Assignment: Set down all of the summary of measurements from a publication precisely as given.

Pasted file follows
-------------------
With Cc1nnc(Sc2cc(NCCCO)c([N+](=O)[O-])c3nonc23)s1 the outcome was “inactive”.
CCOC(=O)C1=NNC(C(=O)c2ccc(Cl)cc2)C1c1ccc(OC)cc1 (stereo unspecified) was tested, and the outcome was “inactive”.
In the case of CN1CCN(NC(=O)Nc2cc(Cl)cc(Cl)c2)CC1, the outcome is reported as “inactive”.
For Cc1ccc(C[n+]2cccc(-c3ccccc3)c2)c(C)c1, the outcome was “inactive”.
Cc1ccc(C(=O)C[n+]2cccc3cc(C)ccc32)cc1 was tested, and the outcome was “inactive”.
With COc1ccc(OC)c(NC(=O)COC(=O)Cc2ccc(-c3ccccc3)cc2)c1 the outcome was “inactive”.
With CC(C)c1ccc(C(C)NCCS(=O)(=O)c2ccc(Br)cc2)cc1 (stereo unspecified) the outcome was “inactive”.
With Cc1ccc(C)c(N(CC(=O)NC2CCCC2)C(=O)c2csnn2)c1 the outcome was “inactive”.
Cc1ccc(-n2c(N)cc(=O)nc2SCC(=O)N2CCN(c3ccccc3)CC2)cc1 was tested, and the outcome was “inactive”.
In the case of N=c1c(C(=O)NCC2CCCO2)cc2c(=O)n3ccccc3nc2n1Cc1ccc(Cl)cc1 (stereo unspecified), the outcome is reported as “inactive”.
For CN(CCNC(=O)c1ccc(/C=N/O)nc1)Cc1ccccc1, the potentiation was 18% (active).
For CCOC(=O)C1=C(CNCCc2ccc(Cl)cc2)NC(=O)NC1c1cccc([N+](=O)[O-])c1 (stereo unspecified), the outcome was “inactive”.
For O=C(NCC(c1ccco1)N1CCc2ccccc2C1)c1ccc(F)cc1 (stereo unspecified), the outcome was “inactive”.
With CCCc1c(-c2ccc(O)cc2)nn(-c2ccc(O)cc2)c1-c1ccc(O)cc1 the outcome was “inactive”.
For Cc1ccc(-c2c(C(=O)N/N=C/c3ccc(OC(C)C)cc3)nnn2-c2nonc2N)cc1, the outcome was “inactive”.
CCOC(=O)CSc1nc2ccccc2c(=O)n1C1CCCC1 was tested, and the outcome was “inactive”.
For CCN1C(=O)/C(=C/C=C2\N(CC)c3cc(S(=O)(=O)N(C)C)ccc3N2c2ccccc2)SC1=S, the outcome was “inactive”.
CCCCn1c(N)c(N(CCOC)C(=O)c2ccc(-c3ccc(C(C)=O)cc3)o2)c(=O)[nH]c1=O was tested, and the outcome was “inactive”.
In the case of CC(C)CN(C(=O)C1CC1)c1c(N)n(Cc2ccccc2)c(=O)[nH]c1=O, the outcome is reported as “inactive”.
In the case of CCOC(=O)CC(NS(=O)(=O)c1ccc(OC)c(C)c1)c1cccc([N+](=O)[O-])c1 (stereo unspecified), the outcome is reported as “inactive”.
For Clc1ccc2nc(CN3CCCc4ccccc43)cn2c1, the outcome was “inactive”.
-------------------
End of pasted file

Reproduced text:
With Cc1nnc(Sc2cc(NCCCO)c([N+](=O)[O-])c3nonc23)s1 the outcome was “inactive”.
CCOC(=O)C1=NNC(C(=O)c2ccc(Cl)cc2)C1c1ccc(OC)cc1 (stereo unspecified) was tested, and the outcome was “inactive”.
In the case of CN1CCN(NC(=O)Nc2cc(Cl)cc(Cl)c2)CC1, the outcome is reported as “inactive”.
For Cc1ccc(C[n+]2cccc(-c3ccccc3)c2)c(C)c1, the outcome was “inactive”.
Cc1ccc(C(=O)C[n+]2cccc3cc(C)ccc32)cc1 was tested, and the outcome was “inactive”.
With COc1ccc(OC)c(NC(=O)COC(=O)Cc2ccc(-c3ccccc3)cc2)c1 the outcome was “inactive”.
With CC(C)c1ccc(C(C)NCCS(=O)(=O)c2ccc(Br)cc2)cc1 (stereo unspecified) the outcome was “inactive”.
With Cc1ccc(C)c(N(CC(=O)NC2CCCC2)C(=O)c2csnn2)c1 the outcome was “inactive”.
Cc1ccc(-n2c(N)cc(=O)nc2SCC(=O)N2CCN(c3ccccc3)CC2)cc1 was tested, and the outcome was “inactive”.
In the case of N=c1c(C(=O)NCC2CCCO2)cc2c(=O)n3ccccc3nc2n1Cc1ccc(Cl)cc1 (stereo unspecified), the outcome is reported as “inactive”.
For CN(CCNC(=O)c1ccc(/C=N/O)nc1)Cc1ccccc1, the potentiation was 18% (active).
For CCOC(=O)C1=C(CNCCc2ccc(Cl)cc2)NC(=O)NC1c1cccc([N+](=O)[O-])c1 (stereo unspecified), the outcome was “inactive”.
For O=C(NCC(c1ccco1)N1CCc2ccccc2C1)c1ccc(F)cc1 (stereo unspecified), the outcome was “inactive”.
With CCCc1c(-c2ccc(O)cc2)nn(-c2ccc(O)cc2)c1-c1ccc(O)cc1 the outcome was “inactive”.
For Cc1ccc(-c2c(C(=O)N/N=C/c3ccc(OC(C)C)cc3)nnn2-c2nonc2N)cc1, the outcome was “inactive”.
CCOC(=O)CSc1nc2ccccc2c(=O)n1C1CCCC1 was tested, and the outcome was “inactive”.
For CCN1C(=O)/C(=C/C=C2\N(CC)c3cc(S(=O)(=O)N(C)C)ccc3N2c2ccccc2)SC1=S, the outcome was “inactive”.
CCCCn1c(N)c(N(CCOC)C(=O)c2ccc(-c3ccc(C(C)=O)cc3)o2)c(=O)[nH]c1=O was tested, and the outcome was “inactive”.
In the case of CC(C)CN(C(=O)C1CC1)c1c(N)n(Cc2ccccc2)c(=O)[nH]c1=O, the outcome is reported as “inactive”.
In the case of CCOC(=O)CC(NS(=O)(=O)c1ccc(OC)c(C)c1)c1cccc([N+](=O)[O-])c1 (stereo unspecified), the outcome is reported as “inactive”.
For Clc1ccc2nc(CN3CCCc4ccccc43)cn2c1, the outcome was “inactive”.